Jan. 18, 2001 Albuquerque, NM -- Forecasts for heavy rains in the Middle Atlantic region of the U.S. often come too late to predict flooding accurately, but evaluations of past storms with different forecasting methods may improve flood prediction, according to two Pennsylvania meteorologists.
"The problem in Pennsylvania is flooding," says Paul G. Knight, state climatologist at Penn State. "Pennsylvania is one of the more flood prone states in the nation. It is in the top quarter." Pennsylvania is laced with rivers, creeks, streams and mountains, making it vulnerable to flooding. The State is also flood prone because flooding is not a phenomenon of only one season.
"In the spring and fall we get slow floods as the ground saturates and streams fill; in the winter, rain on frozen ground, along with snow and ice melt often causes flooding and in the summer, thunder storms and tropical storms also cause flooding," says Knight.
These varied weather conditions contribute to the difficulties in forecasting heavy rains. The computer models that help forecast weather employ convective parameterization schemes to account for atmospheric conditions that are not completely rendered in the models. In essence, these schemes are fudge factors that help the models approximate rainfall and improve forecasts.
"Thunder storms, for example, are rather small and fall between the grid points in our models," says Knight. "Convective parameterization schemes try to account for such events that are smaller than the models can see."
Reducing the size of the grid squares is not yet an option because the increase in data points dramatically increases the amount of computer time and power necessary to run the models. Working with Michael S. Evans, National Weather Service meteorologist, Knight initially looked at case studies to produce a baseline of data on heavy rainfall events in the area covered by the Middle Atlantic River Forecast Center of the National Weather Service, State College, Pa. His current project expands and updates the baseline data on climate to include more data. Problems arise because past data are not in the same time frame or even the same small river basins as recent data. The baseline data helps in reviewing how different schemes to estimate the effect of thunderstorms work in predicting flooding. The researchers looked at several recent floods to see how different schemes predicted rainfall.
For example, the August storm that broke the 1999 mid-Atlantic region drought created twin flash floods in the Bradford and Mifflinburg areas. The storm caused more than $25 million in damage in the Bradford area alone.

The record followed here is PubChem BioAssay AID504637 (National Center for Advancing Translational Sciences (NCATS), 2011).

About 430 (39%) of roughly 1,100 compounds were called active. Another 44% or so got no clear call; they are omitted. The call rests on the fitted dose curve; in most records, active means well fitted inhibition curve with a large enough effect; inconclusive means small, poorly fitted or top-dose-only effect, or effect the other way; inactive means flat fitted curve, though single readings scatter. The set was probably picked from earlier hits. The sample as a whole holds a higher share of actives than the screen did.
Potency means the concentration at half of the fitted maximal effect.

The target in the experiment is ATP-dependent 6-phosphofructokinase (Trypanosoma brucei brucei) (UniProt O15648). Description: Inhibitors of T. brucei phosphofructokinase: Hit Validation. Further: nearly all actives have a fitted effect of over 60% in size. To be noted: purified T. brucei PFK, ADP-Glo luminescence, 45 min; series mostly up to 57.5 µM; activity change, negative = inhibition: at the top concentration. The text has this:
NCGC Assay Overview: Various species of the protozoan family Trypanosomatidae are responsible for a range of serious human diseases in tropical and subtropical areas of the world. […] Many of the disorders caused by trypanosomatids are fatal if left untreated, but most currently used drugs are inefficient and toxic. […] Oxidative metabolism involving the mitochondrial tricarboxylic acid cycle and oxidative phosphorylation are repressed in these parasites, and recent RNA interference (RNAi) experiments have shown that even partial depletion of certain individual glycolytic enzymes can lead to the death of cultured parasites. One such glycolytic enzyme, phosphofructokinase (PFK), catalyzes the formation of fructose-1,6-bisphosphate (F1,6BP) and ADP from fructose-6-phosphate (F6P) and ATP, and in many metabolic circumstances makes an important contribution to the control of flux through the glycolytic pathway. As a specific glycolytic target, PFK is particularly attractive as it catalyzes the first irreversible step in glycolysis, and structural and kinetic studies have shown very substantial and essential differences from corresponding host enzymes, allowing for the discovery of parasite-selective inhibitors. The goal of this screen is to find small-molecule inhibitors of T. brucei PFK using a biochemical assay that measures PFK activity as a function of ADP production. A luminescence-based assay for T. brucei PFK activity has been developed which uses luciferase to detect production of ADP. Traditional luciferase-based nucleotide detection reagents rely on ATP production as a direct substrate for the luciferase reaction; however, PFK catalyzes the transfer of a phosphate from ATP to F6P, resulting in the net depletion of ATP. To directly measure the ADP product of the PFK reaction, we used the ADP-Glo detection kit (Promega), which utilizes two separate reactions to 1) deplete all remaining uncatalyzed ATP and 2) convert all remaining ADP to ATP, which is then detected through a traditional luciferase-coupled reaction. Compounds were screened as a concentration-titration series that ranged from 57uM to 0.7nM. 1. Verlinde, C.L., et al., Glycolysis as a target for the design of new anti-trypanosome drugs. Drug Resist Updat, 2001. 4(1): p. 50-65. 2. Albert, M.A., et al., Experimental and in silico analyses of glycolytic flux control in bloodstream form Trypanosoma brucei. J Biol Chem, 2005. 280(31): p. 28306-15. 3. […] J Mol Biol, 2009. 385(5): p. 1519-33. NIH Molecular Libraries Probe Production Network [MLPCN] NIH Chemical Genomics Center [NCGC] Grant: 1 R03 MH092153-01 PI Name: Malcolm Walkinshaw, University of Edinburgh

"These twin floods posed a serious challenge to forecasters since both operational and experimental models predicted a wide range of scenarios," says Knight.
The researchers tested three different model configurations on the storm to see which produced the best fit for the actual event. Each model kept the same grid spacing but used different thunderstorm rainfall schemes. Of the three models tested, only one came close to predicting the rainfall that actually fell during the storm.
"These results do not mean that the scheme that produced the best results is the best scheme to use all the time," says Knight. "Depending on the season and the atmospheric conditions, different schemes are the best for different sets of conditions."
The researchers are trying to determine which schemes should be employed in which situations, but that will require more case studies and model testing. Ultimately, Knight and Evans would like to be able to predict storms with flood potential a day or two in advance.
The research was funded by a Cooperative Operational Meteorological Education and Training grant administered by the University Corporation for Atmospheric Research. COMET grants are intended to foster rapid technology transfer of research in forecasting to the forecasting community. The grants are given for cooperative work between universities and the National Weather Service and are regional in focus.
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